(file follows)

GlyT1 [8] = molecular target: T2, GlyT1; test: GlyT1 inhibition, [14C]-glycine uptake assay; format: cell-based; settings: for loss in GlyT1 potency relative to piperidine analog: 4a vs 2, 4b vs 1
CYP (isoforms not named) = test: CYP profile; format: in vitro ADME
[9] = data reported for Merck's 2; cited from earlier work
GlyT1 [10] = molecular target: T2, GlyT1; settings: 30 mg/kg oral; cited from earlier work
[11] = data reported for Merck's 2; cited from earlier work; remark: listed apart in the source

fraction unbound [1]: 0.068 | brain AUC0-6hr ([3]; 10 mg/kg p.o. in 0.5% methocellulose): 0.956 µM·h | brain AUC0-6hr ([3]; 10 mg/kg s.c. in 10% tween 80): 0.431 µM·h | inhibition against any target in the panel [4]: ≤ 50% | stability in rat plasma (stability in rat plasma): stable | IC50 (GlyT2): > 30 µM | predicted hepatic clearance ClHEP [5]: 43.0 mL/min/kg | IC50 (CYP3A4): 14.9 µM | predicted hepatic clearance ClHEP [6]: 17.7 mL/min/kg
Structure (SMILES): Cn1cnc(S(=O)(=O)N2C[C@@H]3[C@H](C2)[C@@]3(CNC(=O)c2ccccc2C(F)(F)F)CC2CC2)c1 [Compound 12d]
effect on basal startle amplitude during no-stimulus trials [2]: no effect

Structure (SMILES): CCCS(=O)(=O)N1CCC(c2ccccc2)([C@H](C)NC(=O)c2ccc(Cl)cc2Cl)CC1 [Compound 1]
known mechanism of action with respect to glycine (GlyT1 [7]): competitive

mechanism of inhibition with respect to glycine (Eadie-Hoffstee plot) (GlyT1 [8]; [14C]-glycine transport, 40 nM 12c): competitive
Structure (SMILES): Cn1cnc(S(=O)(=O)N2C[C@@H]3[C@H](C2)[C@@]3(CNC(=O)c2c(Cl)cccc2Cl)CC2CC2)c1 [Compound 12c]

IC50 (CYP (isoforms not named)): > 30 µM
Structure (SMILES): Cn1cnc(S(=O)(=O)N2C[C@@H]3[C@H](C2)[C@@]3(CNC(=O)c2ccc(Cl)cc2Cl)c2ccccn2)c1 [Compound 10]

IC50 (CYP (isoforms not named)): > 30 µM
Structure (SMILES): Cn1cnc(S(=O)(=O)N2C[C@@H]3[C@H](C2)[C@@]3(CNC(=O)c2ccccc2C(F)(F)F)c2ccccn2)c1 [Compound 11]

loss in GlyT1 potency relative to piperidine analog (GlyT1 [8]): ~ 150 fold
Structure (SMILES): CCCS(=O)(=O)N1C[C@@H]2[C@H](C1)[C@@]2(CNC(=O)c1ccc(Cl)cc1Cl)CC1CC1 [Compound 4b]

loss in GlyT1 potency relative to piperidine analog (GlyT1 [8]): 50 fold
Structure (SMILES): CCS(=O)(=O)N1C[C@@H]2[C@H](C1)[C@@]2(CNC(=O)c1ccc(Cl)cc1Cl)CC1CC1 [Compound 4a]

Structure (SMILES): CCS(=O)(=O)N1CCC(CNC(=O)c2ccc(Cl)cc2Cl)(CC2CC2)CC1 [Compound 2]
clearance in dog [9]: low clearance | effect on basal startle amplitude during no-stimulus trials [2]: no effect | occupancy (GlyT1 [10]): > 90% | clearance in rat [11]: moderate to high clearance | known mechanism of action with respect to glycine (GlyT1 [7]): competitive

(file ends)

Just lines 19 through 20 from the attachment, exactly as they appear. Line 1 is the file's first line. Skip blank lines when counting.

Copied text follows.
loss in GlyT1 potency relative to piperidine analog (GlyT1 [8]): 50 fold
Structure (SMILES): CCS(=O)(=O)N1C[C@@H]2[C@H](C1)[C@@]2(CNC(=O)c1ccc(Cl)cc1Cl)CC1CC1 [Compound 4a]